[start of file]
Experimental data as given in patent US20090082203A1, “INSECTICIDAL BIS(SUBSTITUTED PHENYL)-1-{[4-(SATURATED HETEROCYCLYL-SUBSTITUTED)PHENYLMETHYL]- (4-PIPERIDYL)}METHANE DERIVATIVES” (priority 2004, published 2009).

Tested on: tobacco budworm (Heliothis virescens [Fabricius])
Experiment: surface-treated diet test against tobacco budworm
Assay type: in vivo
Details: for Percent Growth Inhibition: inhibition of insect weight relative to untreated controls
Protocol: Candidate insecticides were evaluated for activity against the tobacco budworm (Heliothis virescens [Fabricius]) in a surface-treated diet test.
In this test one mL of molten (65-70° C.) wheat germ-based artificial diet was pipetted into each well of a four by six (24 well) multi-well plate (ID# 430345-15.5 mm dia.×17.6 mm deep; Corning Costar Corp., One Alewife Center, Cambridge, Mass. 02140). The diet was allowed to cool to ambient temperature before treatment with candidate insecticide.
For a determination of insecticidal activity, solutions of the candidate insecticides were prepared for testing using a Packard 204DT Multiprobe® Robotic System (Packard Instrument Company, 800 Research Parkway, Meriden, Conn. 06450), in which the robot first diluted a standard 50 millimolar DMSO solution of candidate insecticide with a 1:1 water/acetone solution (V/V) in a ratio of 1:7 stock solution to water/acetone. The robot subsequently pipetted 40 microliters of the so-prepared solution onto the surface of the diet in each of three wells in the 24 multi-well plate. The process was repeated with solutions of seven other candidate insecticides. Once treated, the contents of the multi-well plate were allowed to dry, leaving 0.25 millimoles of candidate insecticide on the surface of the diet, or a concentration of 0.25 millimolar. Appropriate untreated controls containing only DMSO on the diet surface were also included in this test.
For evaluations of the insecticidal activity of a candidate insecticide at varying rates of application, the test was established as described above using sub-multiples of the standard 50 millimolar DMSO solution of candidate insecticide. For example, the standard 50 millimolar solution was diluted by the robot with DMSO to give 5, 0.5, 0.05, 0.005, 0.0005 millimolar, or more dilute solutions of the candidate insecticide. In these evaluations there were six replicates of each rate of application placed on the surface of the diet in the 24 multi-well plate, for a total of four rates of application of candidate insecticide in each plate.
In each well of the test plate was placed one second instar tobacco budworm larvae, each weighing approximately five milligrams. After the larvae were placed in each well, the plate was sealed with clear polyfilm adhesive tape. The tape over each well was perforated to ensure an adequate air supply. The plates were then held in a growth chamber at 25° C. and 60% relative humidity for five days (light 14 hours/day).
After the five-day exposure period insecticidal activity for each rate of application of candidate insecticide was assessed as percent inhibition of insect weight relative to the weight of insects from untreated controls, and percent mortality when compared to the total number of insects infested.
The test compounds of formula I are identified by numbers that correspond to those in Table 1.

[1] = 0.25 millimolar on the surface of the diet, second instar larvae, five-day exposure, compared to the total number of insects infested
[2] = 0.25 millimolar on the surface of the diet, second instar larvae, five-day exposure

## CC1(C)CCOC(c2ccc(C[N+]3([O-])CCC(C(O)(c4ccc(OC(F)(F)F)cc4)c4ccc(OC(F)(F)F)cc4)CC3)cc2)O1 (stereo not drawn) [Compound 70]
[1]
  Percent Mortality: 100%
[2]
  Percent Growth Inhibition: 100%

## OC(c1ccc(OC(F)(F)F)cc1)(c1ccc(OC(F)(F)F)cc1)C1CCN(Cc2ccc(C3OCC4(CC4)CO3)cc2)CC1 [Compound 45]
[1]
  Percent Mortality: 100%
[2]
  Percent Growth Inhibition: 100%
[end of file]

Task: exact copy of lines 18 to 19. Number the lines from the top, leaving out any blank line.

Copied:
[2]
  Percent Growth Inhibition: 100%